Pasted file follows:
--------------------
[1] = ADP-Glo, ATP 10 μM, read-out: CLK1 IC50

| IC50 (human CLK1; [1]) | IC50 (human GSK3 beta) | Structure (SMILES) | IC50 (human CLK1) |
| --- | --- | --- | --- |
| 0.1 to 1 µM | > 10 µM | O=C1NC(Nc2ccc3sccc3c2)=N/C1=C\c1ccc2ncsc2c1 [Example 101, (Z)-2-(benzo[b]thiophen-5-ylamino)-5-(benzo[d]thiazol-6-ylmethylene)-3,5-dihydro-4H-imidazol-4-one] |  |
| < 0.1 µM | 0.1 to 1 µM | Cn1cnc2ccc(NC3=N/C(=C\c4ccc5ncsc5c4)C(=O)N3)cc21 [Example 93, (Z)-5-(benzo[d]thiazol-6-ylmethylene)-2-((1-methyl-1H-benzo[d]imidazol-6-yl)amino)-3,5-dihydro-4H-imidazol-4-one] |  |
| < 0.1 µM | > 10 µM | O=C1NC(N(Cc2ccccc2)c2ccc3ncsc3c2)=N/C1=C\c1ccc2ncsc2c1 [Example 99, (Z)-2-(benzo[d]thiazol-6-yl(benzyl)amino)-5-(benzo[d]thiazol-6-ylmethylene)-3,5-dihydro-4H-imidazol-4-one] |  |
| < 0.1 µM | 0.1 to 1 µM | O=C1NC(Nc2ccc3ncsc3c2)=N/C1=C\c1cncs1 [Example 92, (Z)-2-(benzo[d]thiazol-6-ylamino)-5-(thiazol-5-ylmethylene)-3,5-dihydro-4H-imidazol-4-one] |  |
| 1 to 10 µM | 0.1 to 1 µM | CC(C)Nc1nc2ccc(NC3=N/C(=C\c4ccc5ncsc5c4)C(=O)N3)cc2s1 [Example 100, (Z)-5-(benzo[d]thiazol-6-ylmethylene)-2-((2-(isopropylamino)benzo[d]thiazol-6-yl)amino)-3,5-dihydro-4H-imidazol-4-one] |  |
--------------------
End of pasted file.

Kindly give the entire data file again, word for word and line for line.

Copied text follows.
[1] = ADP-Glo, ATP 10 μM, read-out: CLK1 IC50

| IC50 (human CLK1; [1]) | IC50 (human GSK3 beta) | Structure (SMILES) | IC50 (human CLK1) |
| --- | --- | --- | --- |
| 0.1 to 1 µM | > 10 µM | O=C1NC(Nc2ccc3sccc3c2)=N/C1=C\c1ccc2ncsc2c1 [Example 101, (Z)-2-(benzo[b]thiophen-5-ylamino)-5-(benzo[d]thiazol-6-ylmethylene)-3,5-dihydro-4H-imidazol-4-one] |  |
| < 0.1 µM | 0.1 to 1 µM | Cn1cnc2ccc(NC3=N/C(=C\c4ccc5ncsc5c4)C(=O)N3)cc21 [Example 93, (Z)-5-(benzo[d]thiazol-6-ylmethylene)-2-((1-methyl-1H-benzo[d]imidazol-6-yl)amino)-3,5-dihydro-4H-imidazol-4-one] |  |
| < 0.1 µM | > 10 µM | O=C1NC(N(Cc2ccccc2)c2ccc3ncsc3c2)=N/C1=C\c1ccc2ncsc2c1 [Example 99, (Z)-2-(benzo[d]thiazol-6-yl(benzyl)amino)-5-(benzo[d]thiazol-6-ylmethylene)-3,5-dihydro-4H-imidazol-4-one] |  |
| < 0.1 µM | 0.1 to 1 µM | O=C1NC(Nc2ccc3ncsc3c2)=N/C1=C\c1cncs1 [Example 92, (Z)-2-(benzo[d]thiazol-6-ylamino)-5-(thiazol-5-ylmethylene)-3,5-dihydro-4H-imidazol-4-one] |  |
| 1 to 10 µM | 0.1 to 1 µM | CC(C)Nc1nc2ccc(NC3=N/C(=C\c4ccc5ncsc5c4)C(=O)N3)cc2s1 [Example 100, (Z)-5-(benzo[d]thiazol-6-ylmethylene)-2-((2-(isopropylamino)benzo[d]thiazol-6-yl)amino)-3,5-dihydro-4H-imidazol-4-one] |  |